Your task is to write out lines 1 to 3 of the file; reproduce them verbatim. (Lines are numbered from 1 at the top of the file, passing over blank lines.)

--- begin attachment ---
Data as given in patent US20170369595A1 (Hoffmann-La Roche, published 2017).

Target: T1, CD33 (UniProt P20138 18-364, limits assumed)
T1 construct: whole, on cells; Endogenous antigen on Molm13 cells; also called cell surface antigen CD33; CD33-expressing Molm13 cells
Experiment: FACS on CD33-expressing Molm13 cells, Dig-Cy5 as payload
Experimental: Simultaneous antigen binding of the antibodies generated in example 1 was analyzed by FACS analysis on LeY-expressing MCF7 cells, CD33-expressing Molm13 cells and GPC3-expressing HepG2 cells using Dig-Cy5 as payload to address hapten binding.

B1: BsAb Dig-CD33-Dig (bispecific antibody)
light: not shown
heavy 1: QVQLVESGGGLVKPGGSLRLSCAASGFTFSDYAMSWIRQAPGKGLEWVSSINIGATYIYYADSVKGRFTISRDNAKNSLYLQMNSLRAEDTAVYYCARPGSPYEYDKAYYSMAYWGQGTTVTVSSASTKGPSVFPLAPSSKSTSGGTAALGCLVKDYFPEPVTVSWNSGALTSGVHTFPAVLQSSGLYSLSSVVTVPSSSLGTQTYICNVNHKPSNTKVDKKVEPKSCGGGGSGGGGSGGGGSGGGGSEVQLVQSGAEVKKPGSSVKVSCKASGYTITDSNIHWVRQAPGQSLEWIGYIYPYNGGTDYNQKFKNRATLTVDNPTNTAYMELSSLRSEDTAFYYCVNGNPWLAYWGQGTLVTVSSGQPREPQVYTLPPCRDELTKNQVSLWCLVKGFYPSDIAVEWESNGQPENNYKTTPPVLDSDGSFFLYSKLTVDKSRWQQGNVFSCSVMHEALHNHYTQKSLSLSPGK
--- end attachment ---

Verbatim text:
Data as given in patent US20170369595A1 (Hoffmann-La Roche, published 2017).

Target: T1, CD33 (UniProt P20138 18-364, limits assumed)
T1 construct: whole, on cells; Endogenous antigen on Molm13 cells; also called cell surface antigen CD33; CD33-expressing Molm13 cells